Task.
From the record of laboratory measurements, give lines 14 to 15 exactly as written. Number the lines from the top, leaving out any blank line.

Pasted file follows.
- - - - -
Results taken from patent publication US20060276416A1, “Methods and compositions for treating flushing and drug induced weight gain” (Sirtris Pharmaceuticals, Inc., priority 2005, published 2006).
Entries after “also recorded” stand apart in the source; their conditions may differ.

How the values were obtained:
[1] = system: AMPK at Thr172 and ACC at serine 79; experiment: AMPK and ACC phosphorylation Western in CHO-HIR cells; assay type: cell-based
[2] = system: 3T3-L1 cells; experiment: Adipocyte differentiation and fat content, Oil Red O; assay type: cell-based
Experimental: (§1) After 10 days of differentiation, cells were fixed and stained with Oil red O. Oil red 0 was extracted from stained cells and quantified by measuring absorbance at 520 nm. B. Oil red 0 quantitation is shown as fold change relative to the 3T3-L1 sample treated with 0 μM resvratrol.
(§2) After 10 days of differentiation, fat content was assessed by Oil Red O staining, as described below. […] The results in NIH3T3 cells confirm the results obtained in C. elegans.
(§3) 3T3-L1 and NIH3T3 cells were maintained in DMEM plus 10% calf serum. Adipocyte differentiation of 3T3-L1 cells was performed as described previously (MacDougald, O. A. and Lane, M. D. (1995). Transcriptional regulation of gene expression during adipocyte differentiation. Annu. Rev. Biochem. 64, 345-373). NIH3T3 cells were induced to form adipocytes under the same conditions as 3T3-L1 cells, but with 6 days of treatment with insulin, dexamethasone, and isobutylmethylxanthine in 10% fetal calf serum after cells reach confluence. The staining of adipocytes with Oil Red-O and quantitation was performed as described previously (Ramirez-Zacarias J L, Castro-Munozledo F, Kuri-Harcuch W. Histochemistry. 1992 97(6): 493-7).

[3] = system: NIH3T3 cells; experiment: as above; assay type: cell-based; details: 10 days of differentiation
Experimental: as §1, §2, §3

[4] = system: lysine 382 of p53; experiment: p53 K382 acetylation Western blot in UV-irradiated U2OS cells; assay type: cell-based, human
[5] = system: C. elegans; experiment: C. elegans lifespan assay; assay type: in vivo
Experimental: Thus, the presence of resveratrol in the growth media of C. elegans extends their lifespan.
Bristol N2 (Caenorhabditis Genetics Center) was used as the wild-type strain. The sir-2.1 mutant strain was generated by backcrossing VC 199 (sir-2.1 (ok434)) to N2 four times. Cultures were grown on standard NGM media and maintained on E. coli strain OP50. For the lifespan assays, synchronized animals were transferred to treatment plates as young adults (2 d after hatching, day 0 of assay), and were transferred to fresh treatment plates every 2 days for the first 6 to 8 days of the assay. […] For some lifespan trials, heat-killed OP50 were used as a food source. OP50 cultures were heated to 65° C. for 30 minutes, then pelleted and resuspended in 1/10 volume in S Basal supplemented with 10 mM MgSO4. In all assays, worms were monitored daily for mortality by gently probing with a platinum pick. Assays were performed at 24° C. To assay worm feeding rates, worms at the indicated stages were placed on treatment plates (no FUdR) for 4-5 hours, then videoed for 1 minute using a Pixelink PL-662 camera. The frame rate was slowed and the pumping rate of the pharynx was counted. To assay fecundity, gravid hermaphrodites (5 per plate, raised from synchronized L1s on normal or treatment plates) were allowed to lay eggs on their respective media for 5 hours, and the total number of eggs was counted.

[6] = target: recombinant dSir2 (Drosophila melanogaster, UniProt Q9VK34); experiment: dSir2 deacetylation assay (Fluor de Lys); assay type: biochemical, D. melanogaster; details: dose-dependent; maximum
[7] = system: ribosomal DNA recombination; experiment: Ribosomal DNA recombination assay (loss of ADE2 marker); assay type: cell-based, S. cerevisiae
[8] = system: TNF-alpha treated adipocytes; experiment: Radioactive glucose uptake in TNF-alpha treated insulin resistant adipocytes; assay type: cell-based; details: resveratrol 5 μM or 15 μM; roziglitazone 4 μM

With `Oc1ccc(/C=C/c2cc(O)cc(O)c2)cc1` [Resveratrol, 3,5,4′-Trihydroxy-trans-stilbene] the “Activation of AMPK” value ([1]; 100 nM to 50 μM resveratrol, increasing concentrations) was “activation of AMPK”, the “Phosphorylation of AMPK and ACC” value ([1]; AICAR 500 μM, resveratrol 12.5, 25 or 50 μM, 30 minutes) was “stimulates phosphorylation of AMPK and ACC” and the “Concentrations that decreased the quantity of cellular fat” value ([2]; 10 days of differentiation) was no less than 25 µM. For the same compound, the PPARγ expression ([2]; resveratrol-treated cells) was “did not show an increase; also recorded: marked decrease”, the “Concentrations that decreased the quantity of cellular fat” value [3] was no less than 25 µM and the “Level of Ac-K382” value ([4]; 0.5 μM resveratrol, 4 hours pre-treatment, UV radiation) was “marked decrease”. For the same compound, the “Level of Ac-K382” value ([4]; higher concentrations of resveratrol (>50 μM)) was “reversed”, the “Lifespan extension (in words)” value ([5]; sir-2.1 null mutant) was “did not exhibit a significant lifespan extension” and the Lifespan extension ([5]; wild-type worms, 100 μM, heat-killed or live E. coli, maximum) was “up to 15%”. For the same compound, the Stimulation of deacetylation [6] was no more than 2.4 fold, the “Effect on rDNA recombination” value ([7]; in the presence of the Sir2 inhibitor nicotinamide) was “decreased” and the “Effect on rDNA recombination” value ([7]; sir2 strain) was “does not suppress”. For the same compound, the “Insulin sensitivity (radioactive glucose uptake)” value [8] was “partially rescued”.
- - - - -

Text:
Bristol N2 (Caenorhabditis Genetics Center) was used as the wild-type strain. The sir-2.1 mutant strain was generated by backcrossing VC 199 (sir-2.1 (ok434)) to N2 four times. Cultures were grown on standard NGM media and maintained on E. coli strain OP50. For the lifespan assays, synchronized animals were transferred to treatment plates as young adults (2 d after hatching, day 0 of assay), and were transferred to fresh treatment plates every 2 days for the first 6 to 8 days of the assay. […] For some lifespan trials, heat-killed OP50 were used as a food source. OP50 cultures were heated to 65° C. for 30 minutes, then pelleted and resuspended in 1/10 volume in S Basal supplemented with 10 mM MgSO4. In all assays, worms were monitored daily for mortality by gently probing with a platinum pick. Assays were performed at 24° C. To assay worm feeding rates, worms at the indicated stages were placed on treatment plates (no FUdR) for 4-5 hours, then videoed for 1 minute using a Pixelink PL-662 camera. The frame rate was slowed and the pumping rate of the pharynx was counted. To assay fecundity, gravid hermaphrodites (5 per plate, raised from synchronized L1s on normal or treatment plates) were allowed to lay eggs on their respective media for 5 hours, and the total number of eggs was counted.

[6] = target: recombinant dSir2 (Drosophila melanogaster, UniProt Q9VK34); experiment: dSir2 deacetylation assay (Fluor de Lys); assay type: biochemical, D. melanogaster; details: dose-dependent; maximum